This has led to a situation in which the Fed appears to be afraid of its own shadow when it comes to normalizing rates. We at BlackRock think the Fed currently has a window of opportunity to move, with stable markets, payroll growth at extremely high levels and foreign central banks — notably, the European Central Bank and the Bank of Japan — taking the reins of policy accommodation. As a case in point, the U.S. labor market continues to power ahead, creating 2 million new jobs in the past seven months. The last time that 12-month job growth was as strong as it is today, the Fed’s policy rate stood at 6 percent, compared with the near-zero rate now. The labor market is also tighter now than it was in 2006, with stronger positive momentum and more job openings.

Of course, the dovish rejoinder might concern the lack of appreciable wage growth seen in this economic cycle, as well as the contention that with inflation running low, there are few risks to continuing current levels of accommodation. Still, we would suggest that a good deal of evidence implies that wage growth is coming. The two-, three- and four-quarter change in the U.S. Department of Labor employment cost index shows solid wage growth in recent quarters, which should gain momentum as labor markets tighten further (see chart).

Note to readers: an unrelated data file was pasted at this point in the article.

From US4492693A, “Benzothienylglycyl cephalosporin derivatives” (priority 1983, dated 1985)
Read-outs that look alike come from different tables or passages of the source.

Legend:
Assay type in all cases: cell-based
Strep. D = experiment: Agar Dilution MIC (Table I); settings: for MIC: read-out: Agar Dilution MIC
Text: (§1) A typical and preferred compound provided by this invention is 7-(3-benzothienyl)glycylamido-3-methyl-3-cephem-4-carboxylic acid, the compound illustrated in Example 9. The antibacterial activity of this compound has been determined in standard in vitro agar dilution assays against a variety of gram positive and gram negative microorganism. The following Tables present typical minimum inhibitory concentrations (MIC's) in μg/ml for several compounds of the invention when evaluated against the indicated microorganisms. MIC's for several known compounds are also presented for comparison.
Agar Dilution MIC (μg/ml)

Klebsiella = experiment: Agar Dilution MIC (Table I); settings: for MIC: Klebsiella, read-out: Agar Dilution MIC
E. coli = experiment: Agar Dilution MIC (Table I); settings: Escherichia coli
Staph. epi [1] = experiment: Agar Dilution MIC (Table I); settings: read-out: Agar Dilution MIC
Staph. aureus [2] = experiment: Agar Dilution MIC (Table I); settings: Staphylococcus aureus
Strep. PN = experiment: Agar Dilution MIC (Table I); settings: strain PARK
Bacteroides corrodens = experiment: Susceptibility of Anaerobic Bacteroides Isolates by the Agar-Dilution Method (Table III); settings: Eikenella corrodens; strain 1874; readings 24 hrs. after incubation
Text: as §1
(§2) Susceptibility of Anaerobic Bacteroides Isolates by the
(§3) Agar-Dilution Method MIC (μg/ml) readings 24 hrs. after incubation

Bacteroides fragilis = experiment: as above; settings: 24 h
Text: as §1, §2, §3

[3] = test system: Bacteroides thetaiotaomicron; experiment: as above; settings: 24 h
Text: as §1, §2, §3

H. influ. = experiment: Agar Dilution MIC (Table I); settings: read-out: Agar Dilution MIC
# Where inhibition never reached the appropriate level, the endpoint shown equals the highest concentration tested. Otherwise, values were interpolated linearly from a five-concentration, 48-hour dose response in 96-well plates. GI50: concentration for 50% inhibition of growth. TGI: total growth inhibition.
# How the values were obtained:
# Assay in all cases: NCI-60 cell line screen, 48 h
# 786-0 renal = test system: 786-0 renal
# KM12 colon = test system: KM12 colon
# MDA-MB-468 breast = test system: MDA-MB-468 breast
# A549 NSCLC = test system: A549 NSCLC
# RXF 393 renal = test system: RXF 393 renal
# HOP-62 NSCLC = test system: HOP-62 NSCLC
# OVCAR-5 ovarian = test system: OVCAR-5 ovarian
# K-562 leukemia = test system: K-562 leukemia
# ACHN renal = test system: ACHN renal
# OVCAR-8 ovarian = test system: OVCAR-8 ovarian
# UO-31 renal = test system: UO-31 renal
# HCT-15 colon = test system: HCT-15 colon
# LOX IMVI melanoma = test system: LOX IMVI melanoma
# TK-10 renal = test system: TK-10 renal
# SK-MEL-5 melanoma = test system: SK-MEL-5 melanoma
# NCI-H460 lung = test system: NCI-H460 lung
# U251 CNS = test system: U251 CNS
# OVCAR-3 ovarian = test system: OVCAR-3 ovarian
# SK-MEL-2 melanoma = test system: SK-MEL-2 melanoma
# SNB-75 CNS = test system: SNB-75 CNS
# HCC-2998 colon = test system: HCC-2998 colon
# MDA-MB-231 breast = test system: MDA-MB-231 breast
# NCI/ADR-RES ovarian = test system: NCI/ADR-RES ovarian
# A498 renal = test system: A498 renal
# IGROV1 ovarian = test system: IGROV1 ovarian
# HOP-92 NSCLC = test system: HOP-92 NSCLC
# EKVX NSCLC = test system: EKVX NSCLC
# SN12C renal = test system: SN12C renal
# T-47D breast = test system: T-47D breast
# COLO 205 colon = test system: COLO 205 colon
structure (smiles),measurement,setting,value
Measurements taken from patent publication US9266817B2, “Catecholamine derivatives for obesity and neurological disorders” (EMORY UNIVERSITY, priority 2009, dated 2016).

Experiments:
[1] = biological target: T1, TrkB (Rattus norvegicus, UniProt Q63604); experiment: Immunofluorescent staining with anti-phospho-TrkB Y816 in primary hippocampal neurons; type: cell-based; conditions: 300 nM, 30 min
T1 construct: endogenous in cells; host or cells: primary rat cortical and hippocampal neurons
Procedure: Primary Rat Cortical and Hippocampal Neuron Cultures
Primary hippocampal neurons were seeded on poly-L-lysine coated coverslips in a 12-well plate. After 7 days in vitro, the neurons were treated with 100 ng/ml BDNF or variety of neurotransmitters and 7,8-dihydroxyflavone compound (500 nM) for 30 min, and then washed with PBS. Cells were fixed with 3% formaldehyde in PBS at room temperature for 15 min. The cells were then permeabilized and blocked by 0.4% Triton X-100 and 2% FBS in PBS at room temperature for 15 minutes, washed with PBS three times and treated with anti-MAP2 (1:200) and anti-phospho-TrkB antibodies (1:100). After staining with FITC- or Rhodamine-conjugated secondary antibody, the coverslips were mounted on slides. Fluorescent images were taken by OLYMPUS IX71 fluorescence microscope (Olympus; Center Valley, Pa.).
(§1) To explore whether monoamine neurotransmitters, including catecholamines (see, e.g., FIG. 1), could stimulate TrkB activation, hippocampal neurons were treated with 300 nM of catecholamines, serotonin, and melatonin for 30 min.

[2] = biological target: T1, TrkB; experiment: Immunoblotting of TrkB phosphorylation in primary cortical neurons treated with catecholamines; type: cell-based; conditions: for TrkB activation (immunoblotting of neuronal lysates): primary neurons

Jones, Lawrence

As Stanley Fischer, vice chair of the Federal Reserve Board, has suggested in recent comments, although the Fed expects to raise rates sometime this year, the central bank would merely be moving from ultra-stimulative to extremely stimulative policy. Effectively, this is taking the first step toward neutral, then slightly positive, real rates. At this stage of the economic recovery, this is hardly a radical policy prescription. In fact, Fed policy today is penalizing savers and holders of cash and instead benefiting borrowers. The maintenance of that dynamic, however, could place the credibility of policy at risk, as well as financial stability. The proximate cause of the past two recessions in the U.S. was asset bubble inflation that led to capital misallocations and eventual collapse. This concerns us.

We strongly suggest that Fed rate normalization not only will be borne well by the economy but also may actually have a positive impact. Conversely, keeping rates excessively accommodative almost certainly holds an increased risk for markets. Based on our interpretation of recent economic data, it is clear to us that a zero or negative real Fed funds rate is the wrong number relative to present growth levels. The great irony here is that whichever camp you ally yourself with — or if you agree with our view — the investment implication that follows is much the same: a fairly broad-based derisking of portfolios and elevated cash holdings related to your respective worry.

Rick Rieder, managing director, is chief investment officer of fundamental fixed income and co-head of Americas fixed income for BlackRock in New York.